This past holiday shopping season proved one thing for certain: electronics are hot. With so many HDTVs, DVD and Blu-ray players, video game consoles and other electronics so popular, it’s no wonder the media room continues to increase in importance within the home. And, kitchen and bath designers are being called upon to tackle these other rooms more than ever.
“We often do additional rooms, and they run the gamut,” says Ken Kelly, CKD, CBD, principal of Williston Park, NY-based Kitchen Designs by Ken Kelly. “We do about nine to 10 wall units/home theater units per year, and they can run from a basic set of cabinetry to an elaborate $75,000 wall system. Other rooms represent, for us, about 8% total volume these days, which equated to over $400,000 in 2008.”
That percentage of total volume is typical according to designers surveyed by Kitchen & Bath Design News. However, some suggest that number could be much higher if more clients were aware of a firm’s ability to design such rooms.
Jolynn Johnson, CMKBD, CAPS, president of Crystal, MN-based Crystal Kitchen Center says, “With ‘kitchen’ in our name, people expect us to just do kitchens. They are surprised when they see a working entertainment center with a fireplace in our showroom. We get a lot of, ‘Oh, you do that, too?’”
In 2009, due to high unemployment and a slow economy, Americans stayed home more than ever. Holiday travel was down across the country while subscription entertainment services like Netflix (for DVDs) and GameFly (for video games) reported record growth. At the same time, the recession has led to more home entertaining, as opposed to spending leisure time at restaurants or other pricey venues.
As a result, “Media centers have become an important part of the home. Whether it’s a home theater or a media unit in the living room, clients want to enjoy all of the entertainment options with their family, and this is something all of the family can enjoy,” says Heather Kahler of Boston, MA-based Dalia Kitchen Design.
“It can be a great profit center because clients come into it already expecting custom furniture pieces to cost more,” says Johnson.
“Sometimes we’re building in a radiator or heat register, or going around a pipe or column. All of these things can be disguised in our custom cabinets. Other times we’ve been asked to build in special features like an aquarium or Christmas village. Odd sizes and angles aren’t available in furniture stores, but with custom cabinetry, it can be whatever door style, wood species or finish the client desires,” she adds.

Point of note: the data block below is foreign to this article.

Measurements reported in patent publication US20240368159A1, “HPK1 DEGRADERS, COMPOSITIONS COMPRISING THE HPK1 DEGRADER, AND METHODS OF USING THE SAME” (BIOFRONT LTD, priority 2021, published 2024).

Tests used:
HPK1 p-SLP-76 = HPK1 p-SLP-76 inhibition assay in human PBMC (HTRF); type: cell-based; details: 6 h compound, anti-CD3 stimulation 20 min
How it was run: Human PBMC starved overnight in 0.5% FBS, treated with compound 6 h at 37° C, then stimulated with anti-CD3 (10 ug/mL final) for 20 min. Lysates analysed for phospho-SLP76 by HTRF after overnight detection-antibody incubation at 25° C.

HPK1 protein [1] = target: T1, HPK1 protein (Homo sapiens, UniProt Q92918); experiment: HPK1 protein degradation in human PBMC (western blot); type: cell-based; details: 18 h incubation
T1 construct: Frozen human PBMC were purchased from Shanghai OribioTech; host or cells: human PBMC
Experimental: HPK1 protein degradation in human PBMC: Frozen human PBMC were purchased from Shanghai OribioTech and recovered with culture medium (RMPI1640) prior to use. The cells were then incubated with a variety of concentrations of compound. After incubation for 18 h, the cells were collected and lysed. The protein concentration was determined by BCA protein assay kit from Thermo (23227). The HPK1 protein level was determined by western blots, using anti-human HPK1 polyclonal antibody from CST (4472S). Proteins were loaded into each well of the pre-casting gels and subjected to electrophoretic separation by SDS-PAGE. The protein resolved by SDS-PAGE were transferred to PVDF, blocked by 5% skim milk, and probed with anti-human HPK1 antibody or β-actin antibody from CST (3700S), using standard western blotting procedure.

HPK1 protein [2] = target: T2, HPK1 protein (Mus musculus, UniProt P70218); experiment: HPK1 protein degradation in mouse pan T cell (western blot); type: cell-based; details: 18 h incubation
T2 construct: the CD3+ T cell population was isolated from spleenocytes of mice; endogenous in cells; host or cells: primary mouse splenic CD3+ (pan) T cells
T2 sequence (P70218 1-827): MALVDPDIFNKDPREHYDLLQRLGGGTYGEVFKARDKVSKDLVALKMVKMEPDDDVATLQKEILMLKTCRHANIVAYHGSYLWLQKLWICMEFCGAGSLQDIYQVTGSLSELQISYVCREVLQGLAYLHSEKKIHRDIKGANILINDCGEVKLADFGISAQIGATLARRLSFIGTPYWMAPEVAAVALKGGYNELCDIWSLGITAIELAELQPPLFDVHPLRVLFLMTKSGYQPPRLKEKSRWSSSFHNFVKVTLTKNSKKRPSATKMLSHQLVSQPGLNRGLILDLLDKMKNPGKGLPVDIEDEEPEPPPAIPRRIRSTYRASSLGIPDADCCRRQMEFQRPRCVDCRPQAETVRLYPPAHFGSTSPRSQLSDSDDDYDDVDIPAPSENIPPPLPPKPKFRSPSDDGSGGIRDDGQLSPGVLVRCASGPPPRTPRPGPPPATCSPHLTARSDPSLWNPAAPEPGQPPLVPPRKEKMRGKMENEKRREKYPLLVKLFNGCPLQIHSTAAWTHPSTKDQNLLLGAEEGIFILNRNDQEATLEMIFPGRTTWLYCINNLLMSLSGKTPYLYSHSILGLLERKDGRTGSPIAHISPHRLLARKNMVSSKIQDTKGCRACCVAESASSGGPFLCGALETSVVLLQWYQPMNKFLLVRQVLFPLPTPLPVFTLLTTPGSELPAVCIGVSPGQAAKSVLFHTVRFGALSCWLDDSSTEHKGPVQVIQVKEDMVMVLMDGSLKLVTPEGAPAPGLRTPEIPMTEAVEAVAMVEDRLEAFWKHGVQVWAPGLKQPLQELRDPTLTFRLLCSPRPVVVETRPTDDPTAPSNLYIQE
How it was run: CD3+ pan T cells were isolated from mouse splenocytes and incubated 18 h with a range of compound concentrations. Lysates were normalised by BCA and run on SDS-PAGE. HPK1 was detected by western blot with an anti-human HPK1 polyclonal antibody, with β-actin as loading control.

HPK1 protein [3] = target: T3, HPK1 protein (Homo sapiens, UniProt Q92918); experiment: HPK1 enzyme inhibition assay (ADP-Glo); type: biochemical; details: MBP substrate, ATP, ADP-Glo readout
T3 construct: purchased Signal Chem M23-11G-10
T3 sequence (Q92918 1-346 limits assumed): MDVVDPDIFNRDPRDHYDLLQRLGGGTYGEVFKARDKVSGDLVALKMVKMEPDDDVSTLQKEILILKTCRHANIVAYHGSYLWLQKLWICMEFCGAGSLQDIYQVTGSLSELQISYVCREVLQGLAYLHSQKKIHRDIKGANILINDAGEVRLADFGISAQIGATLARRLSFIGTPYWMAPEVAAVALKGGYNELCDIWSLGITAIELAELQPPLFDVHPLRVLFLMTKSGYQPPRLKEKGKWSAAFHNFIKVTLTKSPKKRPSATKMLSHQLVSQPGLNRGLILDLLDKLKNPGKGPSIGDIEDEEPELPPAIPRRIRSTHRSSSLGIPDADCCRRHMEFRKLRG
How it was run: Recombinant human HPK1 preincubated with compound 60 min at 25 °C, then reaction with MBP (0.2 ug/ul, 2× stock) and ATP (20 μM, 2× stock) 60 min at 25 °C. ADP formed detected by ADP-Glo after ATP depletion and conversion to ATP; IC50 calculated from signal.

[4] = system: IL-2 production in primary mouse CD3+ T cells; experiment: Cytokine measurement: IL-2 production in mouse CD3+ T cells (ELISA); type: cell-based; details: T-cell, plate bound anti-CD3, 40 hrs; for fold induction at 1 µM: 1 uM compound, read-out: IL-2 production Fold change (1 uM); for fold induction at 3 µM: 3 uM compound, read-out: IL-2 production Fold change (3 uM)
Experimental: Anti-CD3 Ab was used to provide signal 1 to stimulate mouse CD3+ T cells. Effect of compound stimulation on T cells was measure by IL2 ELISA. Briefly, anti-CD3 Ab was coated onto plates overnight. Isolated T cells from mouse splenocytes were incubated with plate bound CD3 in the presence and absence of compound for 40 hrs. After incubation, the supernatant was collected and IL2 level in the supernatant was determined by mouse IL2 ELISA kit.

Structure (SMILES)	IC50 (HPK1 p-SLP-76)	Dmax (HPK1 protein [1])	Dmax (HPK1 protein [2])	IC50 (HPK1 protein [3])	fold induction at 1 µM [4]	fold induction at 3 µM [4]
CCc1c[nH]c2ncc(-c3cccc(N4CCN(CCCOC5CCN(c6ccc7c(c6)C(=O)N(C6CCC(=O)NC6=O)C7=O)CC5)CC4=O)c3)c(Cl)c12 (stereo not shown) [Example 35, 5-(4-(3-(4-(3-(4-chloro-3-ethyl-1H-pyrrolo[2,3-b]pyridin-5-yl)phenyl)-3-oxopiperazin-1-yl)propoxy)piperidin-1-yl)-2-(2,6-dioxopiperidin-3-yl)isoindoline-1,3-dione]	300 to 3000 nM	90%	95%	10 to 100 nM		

Designers agree that an easy way to get a leg up on the competition when adding media centers to a design portfolio is to partner with an audio/visual company.
“In addition to incorporating several wall units/media centers into our showroom, we’ve teamed up with a home audio and video company in the area. The synergy works well and we’re each able to promote the other’s business,” says Kelly.
Other partnerships of this kind have benefited Dalia Kitchen Design, as well. “Media rooms are great places to introduce ‘smart home’ systems. We work with a company called Savant AV out of Osterville, MA, which we consider to be a leader in this market,” says Kahler. “They can enable a client to control everything in their house – lighting, temperature, appliances, automatic blinds systems and electronics – from a touch screen that can be freestanding or built into a coffee table. These systems are becoming a popular way to make clients’ lives easier by putting everything at the touch of a button.”
While getting the word out about a firm’s expanded design capabilities might require some extra effort, the best and easiest place to start mining for these projects is with current kitchen clients, designers agree.